As in other regions, there are already several initiatives across Latin America that are wholly or partially aligned with the principles underpinning integrated care – although they might not necessarily be described as such. Several examples from Argentina, Brazil, Chile, Costa Rica, Mexico among others were presented during the 3rd World Congress on Integrated Care in Mexico City in 2015. The current protests demonstrate that transformation requires time and that probably there has not been enough progress made in transforming health and care systems in the region so that they meet people’s needs and expectations. There is an appetite – indeed, a responsibility to ensure services are person-centred and integrated. A crucial part of this is to strengthen community-oriented primary care.
B) Engage and empower people and communities now
Citizens are making their voice heard loud and clear through these protests and probably the message is ‘no more decisions without us’. During the recent Asia Pacific Conference on Integrated Care in Australia in late 2019, a number of new ideas echoing this sentiment have emerged that challenge our understanding of the scope of integrated care and its role as part of the wider complex system and context. There is growing evidence to demonstrate that engaging and empowering local communities is essential for citizens’ wellbeing and for the care system to function effectively. To achieve this we need to foster the creation of local alliances among all actors involved in the production of health and wellbeing in the community.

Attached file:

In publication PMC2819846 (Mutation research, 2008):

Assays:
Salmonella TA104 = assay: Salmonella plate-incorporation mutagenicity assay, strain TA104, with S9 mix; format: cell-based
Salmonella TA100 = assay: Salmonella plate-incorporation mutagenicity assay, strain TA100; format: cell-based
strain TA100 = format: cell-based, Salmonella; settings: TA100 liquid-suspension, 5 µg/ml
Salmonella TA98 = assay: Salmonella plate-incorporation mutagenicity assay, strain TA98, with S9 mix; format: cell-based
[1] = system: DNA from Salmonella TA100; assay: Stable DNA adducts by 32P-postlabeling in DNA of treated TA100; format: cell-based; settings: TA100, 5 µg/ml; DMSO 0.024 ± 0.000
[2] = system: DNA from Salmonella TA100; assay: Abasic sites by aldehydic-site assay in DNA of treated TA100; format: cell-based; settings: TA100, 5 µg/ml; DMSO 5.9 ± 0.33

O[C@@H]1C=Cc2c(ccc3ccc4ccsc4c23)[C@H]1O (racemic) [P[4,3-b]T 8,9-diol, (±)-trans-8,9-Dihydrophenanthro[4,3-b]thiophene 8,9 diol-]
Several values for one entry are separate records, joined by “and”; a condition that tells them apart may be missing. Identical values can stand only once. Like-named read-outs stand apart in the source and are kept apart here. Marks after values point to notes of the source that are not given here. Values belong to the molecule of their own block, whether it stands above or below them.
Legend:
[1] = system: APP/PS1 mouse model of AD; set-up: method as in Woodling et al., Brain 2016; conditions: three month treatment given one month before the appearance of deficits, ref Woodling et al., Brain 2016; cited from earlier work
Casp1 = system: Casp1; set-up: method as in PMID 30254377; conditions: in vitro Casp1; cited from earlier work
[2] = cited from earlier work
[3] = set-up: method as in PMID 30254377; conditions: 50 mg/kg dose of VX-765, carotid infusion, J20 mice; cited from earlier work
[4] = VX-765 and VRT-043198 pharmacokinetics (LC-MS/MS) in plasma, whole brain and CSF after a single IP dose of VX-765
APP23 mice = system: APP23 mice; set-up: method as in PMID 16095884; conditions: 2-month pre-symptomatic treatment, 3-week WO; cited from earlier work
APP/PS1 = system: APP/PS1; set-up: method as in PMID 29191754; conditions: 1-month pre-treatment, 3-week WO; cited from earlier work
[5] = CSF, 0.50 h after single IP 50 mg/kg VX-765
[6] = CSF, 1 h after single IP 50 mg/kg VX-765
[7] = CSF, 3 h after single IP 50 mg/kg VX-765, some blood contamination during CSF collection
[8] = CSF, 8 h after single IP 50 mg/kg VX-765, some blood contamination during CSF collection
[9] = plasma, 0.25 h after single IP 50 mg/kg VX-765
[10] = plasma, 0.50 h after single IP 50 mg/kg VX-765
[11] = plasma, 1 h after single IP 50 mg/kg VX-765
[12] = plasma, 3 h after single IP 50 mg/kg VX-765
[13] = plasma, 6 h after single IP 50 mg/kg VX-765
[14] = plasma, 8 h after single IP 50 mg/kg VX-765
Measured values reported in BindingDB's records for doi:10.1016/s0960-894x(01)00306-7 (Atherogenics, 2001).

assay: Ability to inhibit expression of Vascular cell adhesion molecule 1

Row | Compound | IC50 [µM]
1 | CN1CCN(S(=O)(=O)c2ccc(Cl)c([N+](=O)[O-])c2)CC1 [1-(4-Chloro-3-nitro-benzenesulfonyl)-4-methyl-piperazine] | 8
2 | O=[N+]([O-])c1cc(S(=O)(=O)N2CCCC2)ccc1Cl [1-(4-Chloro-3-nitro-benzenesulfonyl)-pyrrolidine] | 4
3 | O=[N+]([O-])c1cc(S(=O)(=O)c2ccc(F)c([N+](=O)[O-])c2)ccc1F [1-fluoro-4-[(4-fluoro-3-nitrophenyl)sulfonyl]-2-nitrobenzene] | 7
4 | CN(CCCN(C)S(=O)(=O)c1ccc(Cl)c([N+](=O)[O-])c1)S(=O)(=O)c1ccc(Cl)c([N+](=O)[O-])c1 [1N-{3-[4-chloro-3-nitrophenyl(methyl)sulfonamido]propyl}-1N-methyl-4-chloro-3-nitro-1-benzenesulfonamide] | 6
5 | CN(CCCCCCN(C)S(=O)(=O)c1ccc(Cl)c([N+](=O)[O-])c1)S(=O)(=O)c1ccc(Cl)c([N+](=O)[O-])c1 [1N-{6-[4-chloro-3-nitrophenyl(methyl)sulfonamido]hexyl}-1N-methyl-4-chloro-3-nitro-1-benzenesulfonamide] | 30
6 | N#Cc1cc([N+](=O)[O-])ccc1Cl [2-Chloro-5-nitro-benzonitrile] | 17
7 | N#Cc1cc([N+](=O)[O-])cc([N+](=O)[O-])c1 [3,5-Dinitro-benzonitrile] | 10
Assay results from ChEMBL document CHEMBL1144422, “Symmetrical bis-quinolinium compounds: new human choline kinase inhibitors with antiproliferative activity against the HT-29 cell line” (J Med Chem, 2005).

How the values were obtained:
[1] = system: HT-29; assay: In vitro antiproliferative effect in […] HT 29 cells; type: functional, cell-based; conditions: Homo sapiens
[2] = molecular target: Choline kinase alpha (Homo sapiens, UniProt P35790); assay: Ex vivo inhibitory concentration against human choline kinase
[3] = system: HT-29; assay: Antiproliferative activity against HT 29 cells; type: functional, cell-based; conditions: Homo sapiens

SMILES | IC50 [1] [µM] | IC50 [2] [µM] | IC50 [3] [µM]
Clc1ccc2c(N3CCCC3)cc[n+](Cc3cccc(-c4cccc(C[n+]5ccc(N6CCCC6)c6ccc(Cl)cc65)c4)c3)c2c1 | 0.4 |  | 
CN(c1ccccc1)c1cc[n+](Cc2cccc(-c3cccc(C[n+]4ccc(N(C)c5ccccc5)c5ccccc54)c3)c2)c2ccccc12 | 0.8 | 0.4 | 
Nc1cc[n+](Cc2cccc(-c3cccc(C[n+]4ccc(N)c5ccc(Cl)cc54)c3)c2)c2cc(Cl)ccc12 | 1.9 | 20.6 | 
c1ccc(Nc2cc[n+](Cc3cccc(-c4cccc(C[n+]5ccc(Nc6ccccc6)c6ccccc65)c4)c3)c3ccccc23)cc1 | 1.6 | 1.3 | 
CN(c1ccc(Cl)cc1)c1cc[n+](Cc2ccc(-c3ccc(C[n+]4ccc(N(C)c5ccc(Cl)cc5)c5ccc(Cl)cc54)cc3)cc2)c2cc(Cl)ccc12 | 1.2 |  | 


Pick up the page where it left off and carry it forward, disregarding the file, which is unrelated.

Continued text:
Population-oriented strategies that are focused on promoting health and wellbeing, for example by bringing together health and social care with other players such as housing, schools, community groups and industry are proving to be most successful in reducing health inequalities. To achieve this it is crucial to create a shared vision, a strong narrative and everyone’s active involvement at all levels in the community and society. We must purposefully and actively strive for balanced power relations and mutual trust within these alliances. There is no one way to achieve this and what works in one place will not necessarily work in the next, but it is in essence about joining forces to take collective action to meet people’s needs, taking the assets and resources available in each community into account.